Vargas did not provide any evidence to support these claims against Badio, only reiterated that the information came from the joint commission of the Colombian and Haitian authorities involved in the investigation.
Authorities say the operation involved at least 26 Colombians, some former Colombian military, hired through a Florida-based security company.
There was no journalist present in the room to ask questions to the Colombian police chief when he recorded the video.
Haiti’s election minister, Mathias Pierre, told CNN on Friday that Badio “is indeed at the heart of the assassination, but we believe he works for big fish. The intellectual brains are bigger than that. Is financing the operation still the big question? “
Haitian authorities, including incumbent Prime Minister Claude Joseph and police chief Leon Charles, also held a press conference on Friday where they made no mention of Badio or Colombia’s claims.
Badio was fired on May 17 from his post in the Haitian government’s Anti-Corruption Unit, according to a statement released by the agency on July 13.
According to the statement, he was fired for serious breaches of professional conduct. The statement also cited a complaint against Badio filed on May 20 but which did not disclose the content of the complaint.
The Port-au-Prince prosecutor’s office issued an arrest warrant for Badio on Sunday, CNN learned on Friday. The order said Badio is charged with murder and armed robbery against President Moise.
CNN has been unable to contact Badio for comment and it is unclear if he has legal representation.
The FBI began interviewing Port-au-Prince on Friday as part of the investigation into the assassination of President Moise, a source familiar with the investigation told CNN.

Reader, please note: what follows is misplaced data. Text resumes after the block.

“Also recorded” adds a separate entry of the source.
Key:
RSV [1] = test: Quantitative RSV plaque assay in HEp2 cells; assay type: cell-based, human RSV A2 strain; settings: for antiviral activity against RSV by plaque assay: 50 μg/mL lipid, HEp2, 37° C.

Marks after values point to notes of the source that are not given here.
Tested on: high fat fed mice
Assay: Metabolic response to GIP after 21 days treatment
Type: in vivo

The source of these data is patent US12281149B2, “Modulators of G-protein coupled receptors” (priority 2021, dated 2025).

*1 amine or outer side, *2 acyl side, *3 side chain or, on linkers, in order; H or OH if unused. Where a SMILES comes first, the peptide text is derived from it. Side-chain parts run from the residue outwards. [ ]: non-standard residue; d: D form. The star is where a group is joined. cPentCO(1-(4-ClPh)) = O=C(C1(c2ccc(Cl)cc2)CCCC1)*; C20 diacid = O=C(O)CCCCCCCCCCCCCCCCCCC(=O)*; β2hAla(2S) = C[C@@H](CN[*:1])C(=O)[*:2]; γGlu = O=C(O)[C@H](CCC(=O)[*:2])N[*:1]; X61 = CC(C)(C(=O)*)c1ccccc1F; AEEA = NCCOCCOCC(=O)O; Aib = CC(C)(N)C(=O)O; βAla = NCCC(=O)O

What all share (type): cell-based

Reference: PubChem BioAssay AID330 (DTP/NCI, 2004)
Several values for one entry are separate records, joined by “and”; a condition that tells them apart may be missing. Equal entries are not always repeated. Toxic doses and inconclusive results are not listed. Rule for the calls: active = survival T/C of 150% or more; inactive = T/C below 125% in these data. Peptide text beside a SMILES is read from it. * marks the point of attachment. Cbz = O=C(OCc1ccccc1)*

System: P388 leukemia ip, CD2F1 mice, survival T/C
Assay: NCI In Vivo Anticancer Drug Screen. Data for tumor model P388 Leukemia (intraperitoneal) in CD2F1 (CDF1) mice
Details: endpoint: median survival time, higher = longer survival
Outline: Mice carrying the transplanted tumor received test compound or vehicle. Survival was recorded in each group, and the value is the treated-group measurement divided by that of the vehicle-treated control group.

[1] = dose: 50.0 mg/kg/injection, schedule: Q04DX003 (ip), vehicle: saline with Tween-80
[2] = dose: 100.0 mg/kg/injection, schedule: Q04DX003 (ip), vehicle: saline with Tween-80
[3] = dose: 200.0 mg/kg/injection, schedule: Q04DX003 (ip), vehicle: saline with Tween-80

On Monday, the Justice Department said it would “investigate whether there were violations of U.S. criminal law” in connection with the plot to assassinate Moise. Haitian authorities have provided limited details about the investigation, but the growing number of Florida connections to the plot appears to portray an at least partially hatched operation in the United States.
In response to a question from CNN at a press conference on Friday, Haitian police chief Charles said Colombian and U.S. investigators had interviewed “key suspects” in the case. He also said some of the 24 police officers who are currently under “precautionary measures”, which normally limit movements, had been at the presidential residence on the night of the murder.
A government source with knowledge of the investigation told CNN: “We believe four police officers were working with Badio to neutralize the police around the president’s house to facilitate access. One police officer has been arrested, three at large “.
The four officers are not part of the 24 who are under precautionary measures and were not part of the president’s security team, according to the source. It appears the officers were part of a group that was doing personal security for Badio, according to the source.
The aftermath of a murder
Moise’s assassination sparked an extensive ongoing investigation in several countries, with the support of both the U.S. FBI and Colombian intelligence services.
At least 39 people have been implicated in the assassination of President Moise. Citing Haitian authorities, Colombian police said Thursday that some of the 26 Colombian suspects were hired and transferred to Haiti on the understanding that their job was to detain the leader and hand him over to U.S. law enforcement.
Several alleged killers were tricked by their compatriots, Colombian President Ivan Duque told a local radio station on Thursday. A preliminary investigation suggests Colombians were working in two groups, he said: A smaller group that knew of a “criminal” target and knew that the largest operation was a cover-up and a larger group that had remained in the dark ones.
The two Colombian suspects named in the video by Vargas are German Rivera and the missing Duberney Capador. The couple, both former Colombian military officers, have been accused of leading the operation.
Sanon has denied all knowledge of the operation and has insisted on his innocence, according to a source close to the investigation, who cannot be named because they are not allowed to discuss the matter.
Capador and at least two other Colombians were killed by Haitian authorities in response to the murder.
CNN’s Natalie Gallón, Caitlin Hu and journalist Etant Dupain reported from Port-au-Prince, Haiti. Journalist Karol Suarez in Mexico City and CNL’s Marlon Soto in Atlanta contributed to this report.
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